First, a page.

Mets Game 63: Loss to Orioles

Orioles 6 Mets 4

The Mets were behind from the beginning, and never once took a lead.

Tim Redding allowed 4 runs on 7 hits and 4 walks in his 5 1/3 innings of work, but left the game with the score tied at four all. Bobby Parnell did a stellar job of keeping it that way and handing off the ball to Pedro Feliciano. However, Feliciano did not fare as well, giving up a single and a homerun to the first two hitters he faced (both lefties) in the seventh inning to give Baltimore a 6-4 lead.


The Orioles’ 3-4-5 hitters went a combined 8-for-11 with 3 RBI and 4 runs scored. Only slightly outdone were the Mets’ 5-6-7 hitters, who went 7-for-12 with 2 RBI and scored all four runs.

Matt Wieters hit his first Major League homerun off Redding in the second inning. Remember it, as it will be the answer to a trivia question some day. That kid is going to be a star.

During the third inning, the SNY crew questioned 3B coach Razor Shines on a variety of subjects. I found it a bit annoying that the camera shot was almost exclusively on Shines during the entire interview, rather than on the action on the field. While in this particular case we didn’t miss anything, that’s not the point. I turn on the TV to watch the game, not watch the third-base coach give an interview. Why can’t they have a split screen, or have a small shot of Shines in an inset on the screen? Same goes for the Kevin Burkhardt segments.

In the fourth inning, Ryan Church stepped on home plate as he successfully push bunted for a hit. Both Keith Hernandez and Gary Cohen were sure to let us know that a batter “is out if he steps on home plate”. While that’s technically true, it wasn’t explained correctly. The rule is that a batter has to have both feet inside the batter’s box when he makes contact with the ball. It doesn’t matter whether or not his foot touches home plate — it matters that it was out of the batter’s box when his bat made contact with the ball. Shame on Keith and Gary, particularly since they threw out the question, “Do you think most players know that rule?” Hey guys, zip it up unless YOU know the rule.

For those interested, here is the rule from the Official MLB Rules:

A batter is out for illegal action when —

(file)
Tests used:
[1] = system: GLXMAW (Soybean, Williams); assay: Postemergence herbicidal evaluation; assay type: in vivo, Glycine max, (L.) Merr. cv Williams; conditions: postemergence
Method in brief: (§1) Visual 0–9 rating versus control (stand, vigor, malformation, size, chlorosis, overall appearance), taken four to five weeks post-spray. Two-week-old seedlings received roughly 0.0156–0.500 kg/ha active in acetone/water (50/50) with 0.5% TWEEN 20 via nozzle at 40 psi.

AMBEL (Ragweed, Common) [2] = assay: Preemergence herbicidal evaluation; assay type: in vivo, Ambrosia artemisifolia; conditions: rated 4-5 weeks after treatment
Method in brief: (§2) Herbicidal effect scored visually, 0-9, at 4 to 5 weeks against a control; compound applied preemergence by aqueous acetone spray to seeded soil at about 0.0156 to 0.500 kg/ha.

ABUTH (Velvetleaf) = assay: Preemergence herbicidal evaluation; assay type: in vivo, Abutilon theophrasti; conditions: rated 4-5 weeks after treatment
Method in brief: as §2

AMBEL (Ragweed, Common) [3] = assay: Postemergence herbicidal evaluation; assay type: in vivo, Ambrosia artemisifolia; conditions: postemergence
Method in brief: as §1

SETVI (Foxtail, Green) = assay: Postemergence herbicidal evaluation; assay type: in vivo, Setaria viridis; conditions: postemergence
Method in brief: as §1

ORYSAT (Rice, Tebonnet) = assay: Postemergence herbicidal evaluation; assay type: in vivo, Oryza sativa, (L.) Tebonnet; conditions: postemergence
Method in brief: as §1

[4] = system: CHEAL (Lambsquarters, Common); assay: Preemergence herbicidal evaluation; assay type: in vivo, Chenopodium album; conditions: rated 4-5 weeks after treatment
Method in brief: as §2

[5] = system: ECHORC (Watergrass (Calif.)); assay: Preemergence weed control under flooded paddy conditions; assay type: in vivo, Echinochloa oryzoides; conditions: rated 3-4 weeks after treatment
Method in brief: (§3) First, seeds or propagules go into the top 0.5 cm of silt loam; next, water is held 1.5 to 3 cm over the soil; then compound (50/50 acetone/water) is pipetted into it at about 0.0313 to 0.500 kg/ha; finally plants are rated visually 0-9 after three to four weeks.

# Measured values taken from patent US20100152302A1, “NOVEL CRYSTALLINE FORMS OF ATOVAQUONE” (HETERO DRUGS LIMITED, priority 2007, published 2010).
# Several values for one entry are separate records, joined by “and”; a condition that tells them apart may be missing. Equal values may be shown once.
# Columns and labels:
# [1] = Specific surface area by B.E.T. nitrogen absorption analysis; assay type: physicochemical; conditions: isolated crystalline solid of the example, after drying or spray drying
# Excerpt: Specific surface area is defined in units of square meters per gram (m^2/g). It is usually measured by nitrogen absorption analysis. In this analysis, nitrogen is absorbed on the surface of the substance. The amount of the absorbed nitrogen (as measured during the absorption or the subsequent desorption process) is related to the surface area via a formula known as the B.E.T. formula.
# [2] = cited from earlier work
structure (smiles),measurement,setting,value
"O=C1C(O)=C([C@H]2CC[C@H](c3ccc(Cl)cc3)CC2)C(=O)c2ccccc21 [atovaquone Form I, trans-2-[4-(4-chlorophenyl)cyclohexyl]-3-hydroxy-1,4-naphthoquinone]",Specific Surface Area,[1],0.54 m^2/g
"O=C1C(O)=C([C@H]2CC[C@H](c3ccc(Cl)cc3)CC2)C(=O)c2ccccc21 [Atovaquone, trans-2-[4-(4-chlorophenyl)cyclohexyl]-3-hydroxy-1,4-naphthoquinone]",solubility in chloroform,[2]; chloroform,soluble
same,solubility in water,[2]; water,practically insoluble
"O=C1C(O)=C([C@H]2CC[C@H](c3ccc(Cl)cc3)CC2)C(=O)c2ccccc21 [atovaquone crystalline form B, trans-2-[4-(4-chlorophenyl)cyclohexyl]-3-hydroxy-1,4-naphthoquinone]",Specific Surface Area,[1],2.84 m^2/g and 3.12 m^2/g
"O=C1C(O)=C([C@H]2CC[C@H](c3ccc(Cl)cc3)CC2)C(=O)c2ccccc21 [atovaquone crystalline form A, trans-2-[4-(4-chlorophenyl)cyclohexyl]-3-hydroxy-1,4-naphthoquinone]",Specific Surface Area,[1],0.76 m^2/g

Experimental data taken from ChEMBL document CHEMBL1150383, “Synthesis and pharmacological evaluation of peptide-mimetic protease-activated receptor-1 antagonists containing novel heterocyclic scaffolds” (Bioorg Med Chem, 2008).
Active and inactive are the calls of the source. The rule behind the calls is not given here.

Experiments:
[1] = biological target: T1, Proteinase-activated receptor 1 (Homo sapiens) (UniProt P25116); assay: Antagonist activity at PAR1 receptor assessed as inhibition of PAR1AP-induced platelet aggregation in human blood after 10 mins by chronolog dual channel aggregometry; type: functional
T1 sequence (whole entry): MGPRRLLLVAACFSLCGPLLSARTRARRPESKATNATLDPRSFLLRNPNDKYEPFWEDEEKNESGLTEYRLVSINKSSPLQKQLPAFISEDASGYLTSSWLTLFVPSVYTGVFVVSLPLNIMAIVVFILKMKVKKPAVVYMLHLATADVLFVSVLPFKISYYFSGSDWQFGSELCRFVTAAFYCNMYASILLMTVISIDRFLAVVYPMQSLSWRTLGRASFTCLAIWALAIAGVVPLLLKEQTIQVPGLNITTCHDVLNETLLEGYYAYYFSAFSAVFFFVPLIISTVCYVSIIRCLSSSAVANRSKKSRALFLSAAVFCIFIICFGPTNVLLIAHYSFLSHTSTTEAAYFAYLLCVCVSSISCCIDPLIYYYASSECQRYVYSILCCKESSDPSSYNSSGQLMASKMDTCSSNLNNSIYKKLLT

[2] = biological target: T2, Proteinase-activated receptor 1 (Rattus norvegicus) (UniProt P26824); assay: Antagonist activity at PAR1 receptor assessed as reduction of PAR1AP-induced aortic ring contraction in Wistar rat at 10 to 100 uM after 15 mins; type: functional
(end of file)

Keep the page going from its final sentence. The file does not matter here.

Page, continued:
(a) He hits a ball with one or both feet on the ground entirely outside the batter’s box.

As long as we’re criticizing the SNY crew today, it was pointed out that Carlos Beltran is swinging at a lot of first pitches lately, to which Keith added “and I like it”. For the record, Beltran’s batting average has dropped almost 20 points since June 4 — which could be considered “lately”.

Though, I suppose Beltran is being more aggressive because he’s hitting over .400 when he swings at the first pitch, and is also over .400 when down 0-1 — so, the numbers are on his side. Of course, it could be that he’s been very selective on those counts, and only swinging when he’s sure he can drive the ball. Also it should be noted his average is over .530 when the count is 1-0.

Danny Murphy finally busted out of his month-long slump with a soft three-hit day.

In addition, Razor Shines quickly identified Murphy as the team’s most instinctive baserunner. That’s a scary thought, considering some of the decisions Murph’s made on the bases in his short time in the bigs.

Next Mets Game

The final game of the series will be played in Baltimore on Thursday night at 7:05 PM. Livan Hernandez takes the mound against Jason Berken.

Joe Janish began MetsToday in 2005 to provide the unique perspective of a high-level player and coach -- he earned NCAA D-1 All-American honors as a catcher and coached several players who went on to play pro ball. As a result his posts often include mechanical evaluations, scout-like analysis, and opinions that go beyond the numbers. Follow Joe's baseball tips on Twitter at @onbaseball and at the On Baseball Google Plus page.
  1. Wendy June 18, 2009 at 10:36 am
    Last night was definitely a tough loss, and i agree about the SNY crew speaking out of turn about the rules of the game.

    Keith Hernandez is getting harder and harder for me to take, broadcasting the game is one thing, but some of his observations and criticisms really push the envelope.

    His remarks about the players can appear to be very personal, not professional constructive criticisms. IMO, he should tell a player what he thinks to his face in some instances instead of just telling the listening audience.

    A lot of times too, he is Captain Obvious, you really are tempted to say “Ya think?”

    That said, Feliciano shaking off Schneider’s sign did prove costly, but overall he has been very effective so i cannot rant against him for last night.